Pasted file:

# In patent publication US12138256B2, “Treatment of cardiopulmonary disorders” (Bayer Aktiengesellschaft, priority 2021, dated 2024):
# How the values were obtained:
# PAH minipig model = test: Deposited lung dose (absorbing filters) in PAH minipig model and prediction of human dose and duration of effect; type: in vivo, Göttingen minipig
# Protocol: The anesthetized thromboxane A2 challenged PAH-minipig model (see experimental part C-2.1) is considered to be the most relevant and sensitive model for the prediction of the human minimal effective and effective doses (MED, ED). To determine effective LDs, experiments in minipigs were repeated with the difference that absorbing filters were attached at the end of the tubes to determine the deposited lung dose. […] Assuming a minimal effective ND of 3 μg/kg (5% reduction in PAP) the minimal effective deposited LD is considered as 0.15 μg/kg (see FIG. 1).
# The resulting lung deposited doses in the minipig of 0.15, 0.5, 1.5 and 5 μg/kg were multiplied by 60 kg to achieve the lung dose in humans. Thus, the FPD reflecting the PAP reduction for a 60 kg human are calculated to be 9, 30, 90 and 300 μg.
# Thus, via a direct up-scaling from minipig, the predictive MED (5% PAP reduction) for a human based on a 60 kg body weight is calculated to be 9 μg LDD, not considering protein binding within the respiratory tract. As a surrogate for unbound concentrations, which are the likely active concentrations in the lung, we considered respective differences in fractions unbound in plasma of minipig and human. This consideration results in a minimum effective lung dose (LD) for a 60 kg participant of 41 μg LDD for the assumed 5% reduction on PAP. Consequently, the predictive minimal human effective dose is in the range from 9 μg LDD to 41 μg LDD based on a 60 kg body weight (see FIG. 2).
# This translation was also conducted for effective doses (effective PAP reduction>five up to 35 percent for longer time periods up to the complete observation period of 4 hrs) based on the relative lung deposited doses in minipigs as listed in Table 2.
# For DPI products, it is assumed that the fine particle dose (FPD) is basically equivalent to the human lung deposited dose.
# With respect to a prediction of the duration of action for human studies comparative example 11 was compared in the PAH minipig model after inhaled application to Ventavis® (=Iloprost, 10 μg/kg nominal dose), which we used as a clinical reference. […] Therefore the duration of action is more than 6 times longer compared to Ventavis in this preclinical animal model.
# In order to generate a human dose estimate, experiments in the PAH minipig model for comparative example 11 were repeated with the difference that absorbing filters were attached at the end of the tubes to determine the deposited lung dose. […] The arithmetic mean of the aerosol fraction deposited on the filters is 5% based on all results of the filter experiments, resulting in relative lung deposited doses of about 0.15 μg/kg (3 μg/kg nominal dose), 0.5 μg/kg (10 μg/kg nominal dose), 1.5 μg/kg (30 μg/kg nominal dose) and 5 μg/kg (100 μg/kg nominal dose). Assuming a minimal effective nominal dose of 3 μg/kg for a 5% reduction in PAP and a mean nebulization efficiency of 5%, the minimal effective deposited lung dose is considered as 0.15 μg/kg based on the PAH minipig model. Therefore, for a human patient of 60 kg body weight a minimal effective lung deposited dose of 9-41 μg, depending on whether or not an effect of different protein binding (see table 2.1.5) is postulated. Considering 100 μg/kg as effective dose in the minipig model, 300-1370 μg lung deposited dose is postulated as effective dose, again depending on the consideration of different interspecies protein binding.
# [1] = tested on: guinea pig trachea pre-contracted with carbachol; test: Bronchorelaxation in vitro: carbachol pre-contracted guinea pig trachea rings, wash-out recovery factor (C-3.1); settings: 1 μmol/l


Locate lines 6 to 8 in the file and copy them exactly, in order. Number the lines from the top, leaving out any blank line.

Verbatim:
# Thus, via a direct up-scaling from minipig, the predictive MED (5% PAP reduction) for a human based on a 60 kg body weight is calculated to be 9 μg LDD, not considering protein binding within the respiratory tract. As a surrogate for unbound concentrations, which are the likely active concentrations in the lung, we considered respective differences in fractions unbound in plasma of minipig and human. This consideration results in a minimum effective lung dose (LD) for a 60 kg participant of 41 μg LDD for the assumed 5% reduction on PAP. Consequently, the predictive minimal human effective dose is in the range from 9 μg LDD to 41 μg LDD based on a 60 kg body weight (see FIG. 2).
# This translation was also conducted for effective doses (effective PAP reduction>five up to 35 percent for longer time periods up to the complete observation period of 4 hrs) based on the relative lung deposited doses in minipigs as listed in Table 2.
# For DPI products, it is assumed that the fine particle dose (FPD) is basically equivalent to the human lung deposited dose.